Sebastião Salgado is Brazilian-born photographer based in Paris. He has made it his life’s work to document the impact of globalization on humankind. His hauntingly beautiful black-and-white prints lay bare some of the bleakest moments of modern history, telling the story of Vietnamese boat people, Rwandan refugees, Indian coffee growers, and countless other impoverished individuals.
In the past three decades, Salgado has traveled to more than 100 countries for his photographic projects. Breaking down barriers, he lives with his subjects for weeks, immersing himself in their environments. He sees himself as a participant entering their story. Salgado describes this approach as photographing from inside the circle. Each of his images is infused with empathy and respect for his subjects. Within a single frame, he captures the fragility and the fortitude of the human spirit.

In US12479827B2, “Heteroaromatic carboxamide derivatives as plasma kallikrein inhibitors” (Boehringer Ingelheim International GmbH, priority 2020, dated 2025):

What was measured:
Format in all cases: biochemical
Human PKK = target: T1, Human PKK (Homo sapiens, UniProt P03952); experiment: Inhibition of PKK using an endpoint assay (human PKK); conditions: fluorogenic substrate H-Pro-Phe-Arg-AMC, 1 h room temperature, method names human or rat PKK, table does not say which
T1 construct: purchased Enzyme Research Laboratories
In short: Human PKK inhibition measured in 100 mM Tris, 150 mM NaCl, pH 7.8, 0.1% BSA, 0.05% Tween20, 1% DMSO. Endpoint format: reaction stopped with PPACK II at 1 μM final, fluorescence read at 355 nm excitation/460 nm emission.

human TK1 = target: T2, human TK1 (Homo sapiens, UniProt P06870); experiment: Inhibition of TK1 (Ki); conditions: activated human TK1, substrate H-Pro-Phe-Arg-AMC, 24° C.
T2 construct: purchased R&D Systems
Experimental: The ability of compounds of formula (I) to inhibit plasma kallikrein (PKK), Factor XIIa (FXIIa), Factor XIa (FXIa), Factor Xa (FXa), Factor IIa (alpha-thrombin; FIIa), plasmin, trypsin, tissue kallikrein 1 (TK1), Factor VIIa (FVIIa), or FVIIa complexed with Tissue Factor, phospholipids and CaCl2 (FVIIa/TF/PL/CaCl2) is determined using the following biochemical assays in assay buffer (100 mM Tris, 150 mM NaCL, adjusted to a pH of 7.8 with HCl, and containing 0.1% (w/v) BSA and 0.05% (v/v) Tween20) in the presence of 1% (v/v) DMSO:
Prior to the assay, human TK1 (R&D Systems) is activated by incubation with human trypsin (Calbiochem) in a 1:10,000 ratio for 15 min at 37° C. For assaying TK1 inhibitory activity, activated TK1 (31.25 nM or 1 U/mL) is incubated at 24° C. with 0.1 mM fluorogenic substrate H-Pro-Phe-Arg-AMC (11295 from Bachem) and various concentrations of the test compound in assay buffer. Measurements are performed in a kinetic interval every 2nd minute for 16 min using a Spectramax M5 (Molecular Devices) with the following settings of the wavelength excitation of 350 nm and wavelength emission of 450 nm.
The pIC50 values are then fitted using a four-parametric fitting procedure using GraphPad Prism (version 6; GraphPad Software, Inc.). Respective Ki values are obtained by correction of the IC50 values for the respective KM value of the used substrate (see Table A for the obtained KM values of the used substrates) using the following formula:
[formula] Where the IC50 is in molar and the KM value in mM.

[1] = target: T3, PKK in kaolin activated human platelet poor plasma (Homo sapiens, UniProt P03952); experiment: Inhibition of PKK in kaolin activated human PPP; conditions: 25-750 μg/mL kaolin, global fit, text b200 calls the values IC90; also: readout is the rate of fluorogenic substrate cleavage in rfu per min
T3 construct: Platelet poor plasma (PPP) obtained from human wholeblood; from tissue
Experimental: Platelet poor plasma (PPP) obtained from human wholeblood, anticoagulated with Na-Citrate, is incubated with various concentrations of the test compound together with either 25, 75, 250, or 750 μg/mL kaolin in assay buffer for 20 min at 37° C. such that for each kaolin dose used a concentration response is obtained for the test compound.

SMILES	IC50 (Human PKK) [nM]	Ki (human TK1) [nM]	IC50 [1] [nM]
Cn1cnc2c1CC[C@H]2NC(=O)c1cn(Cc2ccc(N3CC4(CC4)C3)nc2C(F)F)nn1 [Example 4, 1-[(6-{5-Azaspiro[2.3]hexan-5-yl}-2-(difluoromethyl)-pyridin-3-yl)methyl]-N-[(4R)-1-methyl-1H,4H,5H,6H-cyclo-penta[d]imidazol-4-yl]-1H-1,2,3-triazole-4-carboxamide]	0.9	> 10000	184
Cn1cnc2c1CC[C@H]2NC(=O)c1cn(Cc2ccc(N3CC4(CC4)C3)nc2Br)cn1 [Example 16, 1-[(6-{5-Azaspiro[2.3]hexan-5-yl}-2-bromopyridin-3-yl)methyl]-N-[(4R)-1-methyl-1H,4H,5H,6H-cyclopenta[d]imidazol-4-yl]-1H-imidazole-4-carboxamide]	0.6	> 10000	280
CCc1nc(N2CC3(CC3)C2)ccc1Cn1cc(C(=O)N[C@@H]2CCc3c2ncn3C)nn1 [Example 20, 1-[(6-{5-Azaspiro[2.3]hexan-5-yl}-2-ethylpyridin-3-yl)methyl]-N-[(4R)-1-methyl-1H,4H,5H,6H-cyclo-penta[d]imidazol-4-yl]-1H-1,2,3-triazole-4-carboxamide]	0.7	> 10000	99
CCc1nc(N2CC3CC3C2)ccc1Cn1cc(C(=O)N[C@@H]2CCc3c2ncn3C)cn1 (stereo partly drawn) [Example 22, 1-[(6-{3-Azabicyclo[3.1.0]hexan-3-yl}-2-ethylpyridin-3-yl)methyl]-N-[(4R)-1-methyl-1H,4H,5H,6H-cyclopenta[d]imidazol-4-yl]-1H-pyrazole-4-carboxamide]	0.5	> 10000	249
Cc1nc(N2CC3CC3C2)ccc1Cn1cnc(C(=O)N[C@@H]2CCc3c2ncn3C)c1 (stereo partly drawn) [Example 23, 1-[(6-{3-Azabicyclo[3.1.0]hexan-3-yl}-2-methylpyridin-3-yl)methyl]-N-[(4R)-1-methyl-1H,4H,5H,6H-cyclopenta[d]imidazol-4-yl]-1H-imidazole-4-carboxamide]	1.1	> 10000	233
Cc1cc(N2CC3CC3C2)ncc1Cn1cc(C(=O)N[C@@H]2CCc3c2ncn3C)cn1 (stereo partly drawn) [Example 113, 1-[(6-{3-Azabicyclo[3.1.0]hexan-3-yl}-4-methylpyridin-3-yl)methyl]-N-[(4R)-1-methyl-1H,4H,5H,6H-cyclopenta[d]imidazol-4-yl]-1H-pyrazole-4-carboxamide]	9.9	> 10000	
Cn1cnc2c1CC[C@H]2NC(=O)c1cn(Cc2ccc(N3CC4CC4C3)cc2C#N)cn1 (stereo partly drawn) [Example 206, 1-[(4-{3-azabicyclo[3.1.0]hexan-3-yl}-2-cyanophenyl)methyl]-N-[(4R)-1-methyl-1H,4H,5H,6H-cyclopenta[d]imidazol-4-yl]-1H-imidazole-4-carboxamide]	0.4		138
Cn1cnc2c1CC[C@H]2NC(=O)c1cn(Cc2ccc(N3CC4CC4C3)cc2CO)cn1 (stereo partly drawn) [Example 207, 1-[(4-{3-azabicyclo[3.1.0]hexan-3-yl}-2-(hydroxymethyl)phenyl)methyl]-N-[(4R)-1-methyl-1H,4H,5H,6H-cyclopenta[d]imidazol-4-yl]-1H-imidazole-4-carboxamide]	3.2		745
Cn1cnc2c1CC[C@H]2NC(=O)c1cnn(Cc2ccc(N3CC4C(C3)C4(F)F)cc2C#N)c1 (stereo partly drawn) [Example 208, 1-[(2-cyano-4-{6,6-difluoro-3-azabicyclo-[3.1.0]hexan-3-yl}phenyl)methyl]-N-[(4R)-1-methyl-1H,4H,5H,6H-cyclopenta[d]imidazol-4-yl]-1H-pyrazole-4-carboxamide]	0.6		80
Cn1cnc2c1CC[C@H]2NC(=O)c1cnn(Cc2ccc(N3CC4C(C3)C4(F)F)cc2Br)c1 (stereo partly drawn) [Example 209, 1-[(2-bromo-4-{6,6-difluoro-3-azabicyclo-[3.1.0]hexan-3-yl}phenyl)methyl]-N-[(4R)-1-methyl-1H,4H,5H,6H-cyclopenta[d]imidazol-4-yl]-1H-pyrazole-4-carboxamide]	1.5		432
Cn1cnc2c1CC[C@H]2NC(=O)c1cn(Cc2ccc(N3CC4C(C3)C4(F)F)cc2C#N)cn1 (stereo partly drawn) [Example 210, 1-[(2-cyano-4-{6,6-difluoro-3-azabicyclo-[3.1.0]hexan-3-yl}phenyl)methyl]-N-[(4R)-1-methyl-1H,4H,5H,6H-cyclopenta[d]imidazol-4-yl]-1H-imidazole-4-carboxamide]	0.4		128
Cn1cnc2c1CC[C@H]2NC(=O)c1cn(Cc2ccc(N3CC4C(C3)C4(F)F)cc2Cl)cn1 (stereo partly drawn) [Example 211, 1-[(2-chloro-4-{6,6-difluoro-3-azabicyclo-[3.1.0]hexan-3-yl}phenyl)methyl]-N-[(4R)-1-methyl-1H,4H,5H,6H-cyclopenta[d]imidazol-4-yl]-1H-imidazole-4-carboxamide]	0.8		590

Sebastião Salgado was born in Aimorés, in the state of Minas Gerais, in 1944, in what was a period of upheaval and change. Brazil was swept by urbanization and close to 80 percent of the population left the fields and poured into the cities. In 1963, Salgado moved to São Paulo and trained as an economist. It was not until the early 1970s, after his wife loaned him a camera, that he embarked on a career as a photographer, eventually relocating to France. Salgado says given his childhood and background in economics that it was only natural that he become a photographer gravitating toward humanistic themes.
Salgado has had numerous exhibitions in influential museums across the globe. Among his many honors, Salgado has been named a UNICEF Goodwill Ambassador and an honorary member of the Academy of the Arts and Sciences in the United States. Since the 1990s, Salgado and his wife, Lélia Wanick Salgado, have been restoring a portion of the Atlantic Forest in Brazil. In 1998 they founded the non-profit Instituto Terra, an organization focused on reforestation and environmental education.